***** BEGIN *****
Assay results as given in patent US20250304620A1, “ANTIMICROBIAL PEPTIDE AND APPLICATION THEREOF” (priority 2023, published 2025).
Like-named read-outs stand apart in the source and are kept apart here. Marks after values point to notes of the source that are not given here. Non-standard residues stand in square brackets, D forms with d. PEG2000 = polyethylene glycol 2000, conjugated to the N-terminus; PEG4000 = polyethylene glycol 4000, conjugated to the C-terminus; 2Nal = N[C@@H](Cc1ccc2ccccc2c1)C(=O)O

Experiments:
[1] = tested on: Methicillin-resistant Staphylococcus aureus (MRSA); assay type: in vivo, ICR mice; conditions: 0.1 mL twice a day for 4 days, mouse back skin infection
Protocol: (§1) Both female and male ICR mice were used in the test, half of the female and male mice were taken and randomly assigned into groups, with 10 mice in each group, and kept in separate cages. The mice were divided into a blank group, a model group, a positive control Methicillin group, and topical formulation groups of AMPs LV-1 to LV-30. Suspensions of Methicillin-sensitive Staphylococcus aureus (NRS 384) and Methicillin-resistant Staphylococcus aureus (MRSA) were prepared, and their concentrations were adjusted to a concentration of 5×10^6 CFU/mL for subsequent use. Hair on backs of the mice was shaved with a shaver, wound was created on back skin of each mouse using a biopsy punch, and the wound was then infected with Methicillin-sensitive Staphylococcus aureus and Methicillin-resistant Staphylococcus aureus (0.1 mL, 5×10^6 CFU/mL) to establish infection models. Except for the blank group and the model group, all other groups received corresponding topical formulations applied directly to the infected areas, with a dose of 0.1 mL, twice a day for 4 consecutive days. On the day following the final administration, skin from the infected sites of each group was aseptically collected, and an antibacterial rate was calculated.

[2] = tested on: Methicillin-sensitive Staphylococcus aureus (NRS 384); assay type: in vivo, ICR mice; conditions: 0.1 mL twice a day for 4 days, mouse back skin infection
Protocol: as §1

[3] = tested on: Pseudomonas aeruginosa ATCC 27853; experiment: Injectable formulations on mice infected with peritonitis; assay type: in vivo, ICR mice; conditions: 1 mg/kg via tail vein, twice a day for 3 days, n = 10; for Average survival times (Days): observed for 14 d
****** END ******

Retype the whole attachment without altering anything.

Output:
Assay results as given in patent US20250304620A1, “ANTIMICROBIAL PEPTIDE AND APPLICATION THEREOF” (priority 2023, published 2025).
Like-named read-outs stand apart in the source and are kept apart here. Marks after values point to notes of the source that are not given here. Non-standard residues stand in square brackets, D forms with d. PEG2000 = polyethylene glycol 2000, conjugated to the N-terminus; PEG4000 = polyethylene glycol 4000, conjugated to the C-terminus; 2Nal = N[C@@H](Cc1ccc2ccccc2c1)C(=O)O

Experiments:
[1] = tested on: Methicillin-resistant Staphylococcus aureus (MRSA); assay type: in vivo, ICR mice; conditions: 0.1 mL twice a day for 4 days, mouse back skin infection
Protocol: (§1) Both female and male ICR mice were used in the test, half of the female and male mice were taken and randomly assigned into groups, with 10 mice in each group, and kept in separate cages. The mice were divided into a blank group, a model group, a positive control Methicillin group, and topical formulation groups of AMPs LV-1 to LV-30. Suspensions of Methicillin-sensitive Staphylococcus aureus (NRS 384) and Methicillin-resistant Staphylococcus aureus (MRSA) were prepared, and their concentrations were adjusted to a concentration of 5×10^6 CFU/mL for subsequent use. Hair on backs of the mice was shaved with a shaver, wound was created on back skin of each mouse using a biopsy punch, and the wound was then infected with Methicillin-sensitive Staphylococcus aureus and Methicillin-resistant Staphylococcus aureus (0.1 mL, 5×10^6 CFU/mL) to establish infection models. Except for the blank group and the model group, all other groups received corresponding topical formulations applied directly to the infected areas, with a dose of 0.1 mL, twice a day for 4 consecutive days. On the day following the final administration, skin from the infected sites of each group was aseptically collected, and an antibacterial rate was calculated.

[2] = tested on: Methicillin-sensitive Staphylococcus aureus (NRS 384); assay type: in vivo, ICR mice; conditions: 0.1 mL twice a day for 4 days, mouse back skin infection
Protocol: as §1

[3] = tested on: Pseudomonas aeruginosa ATCC 27853; experiment: Injectable formulations on mice infected with peritonitis; assay type: in vivo, ICR mice; conditions: 1 mg/kg via tail vein, twice a day for 3 days, n = 10; for Average survival times (Days): observed for 14 d